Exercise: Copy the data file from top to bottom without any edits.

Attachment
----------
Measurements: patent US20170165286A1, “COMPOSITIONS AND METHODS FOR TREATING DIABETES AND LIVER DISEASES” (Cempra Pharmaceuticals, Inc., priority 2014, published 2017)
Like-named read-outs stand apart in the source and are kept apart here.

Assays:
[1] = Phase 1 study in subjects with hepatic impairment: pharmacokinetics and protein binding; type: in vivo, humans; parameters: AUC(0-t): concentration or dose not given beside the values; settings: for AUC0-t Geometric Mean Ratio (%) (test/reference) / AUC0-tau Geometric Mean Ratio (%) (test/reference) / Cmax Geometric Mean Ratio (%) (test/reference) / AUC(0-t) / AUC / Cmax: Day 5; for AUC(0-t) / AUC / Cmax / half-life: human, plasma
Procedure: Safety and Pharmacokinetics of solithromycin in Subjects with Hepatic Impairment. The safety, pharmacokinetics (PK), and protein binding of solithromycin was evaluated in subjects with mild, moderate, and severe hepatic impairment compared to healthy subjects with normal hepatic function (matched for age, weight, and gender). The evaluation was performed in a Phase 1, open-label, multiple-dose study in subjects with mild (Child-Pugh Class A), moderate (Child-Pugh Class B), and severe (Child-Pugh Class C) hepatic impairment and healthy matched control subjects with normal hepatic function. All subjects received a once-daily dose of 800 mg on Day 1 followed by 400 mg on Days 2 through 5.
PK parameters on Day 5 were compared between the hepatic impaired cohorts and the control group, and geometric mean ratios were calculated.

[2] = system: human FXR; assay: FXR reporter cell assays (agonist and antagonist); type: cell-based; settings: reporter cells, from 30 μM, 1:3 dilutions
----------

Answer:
Measurements: patent US20170165286A1, “COMPOSITIONS AND METHODS FOR TREATING DIABETES AND LIVER DISEASES” (Cempra Pharmaceuticals, Inc., priority 2014, published 2017)
Like-named read-outs stand apart in the source and are kept apart here.

Assays:
[1] = Phase 1 study in subjects with hepatic impairment: pharmacokinetics and protein binding; type: in vivo, humans; parameters: AUC(0-t): concentration or dose not given beside the values; settings: for AUC0-t Geometric Mean Ratio (%) (test/reference) / AUC0-tau Geometric Mean Ratio (%) (test/reference) / Cmax Geometric Mean Ratio (%) (test/reference) / AUC(0-t) / AUC / Cmax: Day 5; for AUC(0-t) / AUC / Cmax / half-life: human, plasma
Procedure: Safety and Pharmacokinetics of solithromycin in Subjects with Hepatic Impairment. The safety, pharmacokinetics (PK), and protein binding of solithromycin was evaluated in subjects with mild, moderate, and severe hepatic impairment compared to healthy subjects with normal hepatic function (matched for age, weight, and gender). The evaluation was performed in a Phase 1, open-label, multiple-dose study in subjects with mild (Child-Pugh Class A), moderate (Child-Pugh Class B), and severe (Child-Pugh Class C) hepatic impairment and healthy matched control subjects with normal hepatic function. All subjects received a once-daily dose of 800 mg on Day 1 followed by 400 mg on Days 2 through 5.
PK parameters on Day 5 were compared between the hepatic impaired cohorts and the control group, and geometric mean ratios were calculated.

[2] = system: human FXR; assay: FXR reporter cell assays (agonist and antagonist); type: cell-based; settings: reporter cells, from 30 μM, 1:3 dilutions